Talayotic Minorca is Spain's submission for 2022. The revised documents are now available from the excellent nomination website. They’ve even added an Epic Subtitle: “Talayotic Menorca - A cyclopean island odyssey”. The 25 locations have been decreased to 9, but that’s just a cosmetic adjustment as the former locations are now bundled into clusters. Only the Torre del Ram near Ciutadella has not survived the cut. As far as I can see all suggestions made by ICOMOS during the Deferral of 2017 have been incorporated. All but one that is: the Necropolis at Son Real on the neighboring island of Mallorca has not been included. The Minorcans seem to want a WHS all for themselves! The process has cost 1 million EUR already.Read On
Thomas Buechler Switzerland - 11-Nov-21
We visited the Saloum Delta in September 2021 with a private car from Dakar, it was a day trip, all the way to the small fishing community of Djiffer at the end of the presqu'Ile. It took us a bit more than 3 hours. The car was arranged by our guesthouse (La Villa 126, a fantastic place, Awa is the lovely manager there +221776790286, the direct contact to the driver is +221775386362 Abdoulaye) and reasonably priced. Djiffer is surrounded by water on both sides, and due to global warming and beach erosion, lots of beach shacks and fishermen's houses have been destroyed recently. We drove straight through the center to the fishing port where our driver/guide made some arrangements for the boat trip to the Saloum DeltaRead On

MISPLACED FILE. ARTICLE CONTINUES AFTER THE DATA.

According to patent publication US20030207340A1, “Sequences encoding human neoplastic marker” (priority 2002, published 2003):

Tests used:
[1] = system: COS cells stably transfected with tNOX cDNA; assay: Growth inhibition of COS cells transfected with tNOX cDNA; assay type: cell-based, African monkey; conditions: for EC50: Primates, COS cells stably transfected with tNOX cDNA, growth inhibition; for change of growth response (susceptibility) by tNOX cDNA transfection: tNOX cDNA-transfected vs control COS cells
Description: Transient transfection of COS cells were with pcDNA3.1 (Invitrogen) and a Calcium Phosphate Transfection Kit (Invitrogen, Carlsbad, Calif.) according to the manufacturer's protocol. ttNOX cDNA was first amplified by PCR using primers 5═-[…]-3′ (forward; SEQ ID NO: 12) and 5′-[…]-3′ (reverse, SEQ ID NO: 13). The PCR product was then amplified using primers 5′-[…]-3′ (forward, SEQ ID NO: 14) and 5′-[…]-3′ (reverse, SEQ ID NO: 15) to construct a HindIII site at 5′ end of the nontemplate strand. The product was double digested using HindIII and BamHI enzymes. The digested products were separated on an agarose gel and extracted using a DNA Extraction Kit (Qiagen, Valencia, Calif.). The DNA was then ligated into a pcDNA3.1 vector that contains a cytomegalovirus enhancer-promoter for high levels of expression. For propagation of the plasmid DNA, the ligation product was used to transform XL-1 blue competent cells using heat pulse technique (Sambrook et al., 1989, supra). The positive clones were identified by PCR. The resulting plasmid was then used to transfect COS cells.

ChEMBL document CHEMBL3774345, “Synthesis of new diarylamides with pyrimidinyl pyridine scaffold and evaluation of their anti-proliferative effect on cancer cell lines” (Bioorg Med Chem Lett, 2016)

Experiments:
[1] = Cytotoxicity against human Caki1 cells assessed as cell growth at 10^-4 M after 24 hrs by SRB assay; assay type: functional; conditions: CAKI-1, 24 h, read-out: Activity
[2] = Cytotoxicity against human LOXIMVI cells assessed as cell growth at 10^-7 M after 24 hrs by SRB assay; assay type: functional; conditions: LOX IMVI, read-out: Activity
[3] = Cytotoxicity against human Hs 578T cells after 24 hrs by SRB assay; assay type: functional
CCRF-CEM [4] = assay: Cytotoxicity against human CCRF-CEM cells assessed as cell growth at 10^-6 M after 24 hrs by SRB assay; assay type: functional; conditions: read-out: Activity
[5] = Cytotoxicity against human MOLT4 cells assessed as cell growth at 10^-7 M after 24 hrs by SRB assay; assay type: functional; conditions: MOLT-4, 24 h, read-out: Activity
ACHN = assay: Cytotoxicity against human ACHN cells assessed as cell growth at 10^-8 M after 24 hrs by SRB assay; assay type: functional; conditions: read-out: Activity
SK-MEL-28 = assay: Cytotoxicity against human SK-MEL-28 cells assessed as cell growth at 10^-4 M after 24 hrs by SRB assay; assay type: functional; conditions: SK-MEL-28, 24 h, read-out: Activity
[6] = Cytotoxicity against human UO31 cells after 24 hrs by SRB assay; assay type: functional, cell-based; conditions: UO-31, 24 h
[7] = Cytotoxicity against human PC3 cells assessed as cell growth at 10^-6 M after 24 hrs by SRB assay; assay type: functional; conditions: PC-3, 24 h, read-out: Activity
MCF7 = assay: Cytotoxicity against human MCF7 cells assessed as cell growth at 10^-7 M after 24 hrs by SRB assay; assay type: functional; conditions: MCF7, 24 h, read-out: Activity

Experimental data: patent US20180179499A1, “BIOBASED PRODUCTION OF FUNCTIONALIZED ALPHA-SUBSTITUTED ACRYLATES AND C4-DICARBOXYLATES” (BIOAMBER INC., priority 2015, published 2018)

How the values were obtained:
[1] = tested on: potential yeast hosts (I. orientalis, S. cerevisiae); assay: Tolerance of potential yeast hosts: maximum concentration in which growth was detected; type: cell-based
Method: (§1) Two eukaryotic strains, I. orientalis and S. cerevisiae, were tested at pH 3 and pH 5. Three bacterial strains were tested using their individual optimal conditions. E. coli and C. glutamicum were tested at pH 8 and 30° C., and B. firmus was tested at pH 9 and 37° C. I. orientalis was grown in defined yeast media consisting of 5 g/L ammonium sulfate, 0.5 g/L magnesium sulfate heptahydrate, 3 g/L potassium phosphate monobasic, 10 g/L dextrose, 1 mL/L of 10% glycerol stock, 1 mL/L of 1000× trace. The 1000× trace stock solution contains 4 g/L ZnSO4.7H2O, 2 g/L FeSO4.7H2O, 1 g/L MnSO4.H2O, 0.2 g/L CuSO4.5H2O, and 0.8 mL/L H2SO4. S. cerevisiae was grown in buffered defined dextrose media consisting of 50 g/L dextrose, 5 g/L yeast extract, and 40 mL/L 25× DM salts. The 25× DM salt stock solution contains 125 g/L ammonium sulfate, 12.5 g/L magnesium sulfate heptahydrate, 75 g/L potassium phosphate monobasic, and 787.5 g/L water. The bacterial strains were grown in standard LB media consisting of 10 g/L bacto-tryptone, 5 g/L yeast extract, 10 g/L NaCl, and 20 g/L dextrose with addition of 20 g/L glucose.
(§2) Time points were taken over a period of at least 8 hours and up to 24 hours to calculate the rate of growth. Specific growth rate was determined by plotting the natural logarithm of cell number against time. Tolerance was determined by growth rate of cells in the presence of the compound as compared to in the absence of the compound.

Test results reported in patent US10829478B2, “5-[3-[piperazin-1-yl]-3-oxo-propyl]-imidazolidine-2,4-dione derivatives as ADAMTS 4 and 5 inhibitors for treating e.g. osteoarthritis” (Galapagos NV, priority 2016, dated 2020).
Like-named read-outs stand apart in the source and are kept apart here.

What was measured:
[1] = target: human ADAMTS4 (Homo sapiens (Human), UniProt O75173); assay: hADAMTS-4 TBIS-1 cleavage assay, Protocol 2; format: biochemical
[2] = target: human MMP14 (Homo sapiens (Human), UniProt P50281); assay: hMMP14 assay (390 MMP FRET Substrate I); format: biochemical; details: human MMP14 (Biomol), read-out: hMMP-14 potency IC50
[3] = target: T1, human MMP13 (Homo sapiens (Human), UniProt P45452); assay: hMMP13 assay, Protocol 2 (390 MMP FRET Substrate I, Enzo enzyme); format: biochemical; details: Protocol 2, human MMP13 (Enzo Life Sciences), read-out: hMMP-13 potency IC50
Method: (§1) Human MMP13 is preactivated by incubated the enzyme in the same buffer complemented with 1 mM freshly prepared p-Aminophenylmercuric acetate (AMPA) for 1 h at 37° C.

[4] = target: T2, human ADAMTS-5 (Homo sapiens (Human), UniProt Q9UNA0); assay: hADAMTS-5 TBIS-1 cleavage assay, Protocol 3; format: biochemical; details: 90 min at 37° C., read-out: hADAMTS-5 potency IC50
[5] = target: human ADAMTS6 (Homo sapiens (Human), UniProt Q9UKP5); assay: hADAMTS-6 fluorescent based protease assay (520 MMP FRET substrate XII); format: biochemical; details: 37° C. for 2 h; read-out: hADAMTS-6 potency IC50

Konya-A capital of Seljuk Civilization (T)
Clyde Malta - 06-Nov-21
I visited Konya in Spring 2021 and used it as my base for 3 nights to visit the Catalhoyuk WHS and several other components of other tWHS.
Konya is a major city in central-southern Turkey and the 7th most populous city in the country. The Konya region has been inhabited since the 3rd millennium BC and was ruled by the Hittites, Phrygians, Persians, Greeks and Romans. Konya was known as Iconium during classical antiquity. In the 11th century, the Seljuk Turks conquered the area and began ruling over its Rum (Byzantine) inhabitants making Konya the capital of their new Sultanate of Rum. Under the Seljuks, the city reached the height of its wealth and influence. Following the demise of Rum, Konya came under the rule of the Karamanids, before being taken over by the Ottoman Empire in the 15th centuryRead On
Matejicek Czechia - 31-Oct-21
This was a weird visit of WHS... I traveled by train from Vienna to Ljubljana via Villach and returned a week later by the same way in October 2021. However, I took it as the counted site, because I was aware of it, and I could see several OUV-related buildings and structures through the window on sunny autumn Sundays. I noticed that several railway stations and other smaller buildings are under scaffolding being reconstructed. Though I liked the viaducts, tunnels, and all the marvelous landscape around (PHOTO), I was slightly disappointed. I expected something a bit more spectacular. I am not railway enthusiast, thus I am not planning to return and explore it more in detail. However, son of my friends is, and I would not say NO if he asks my for accompanying himRead On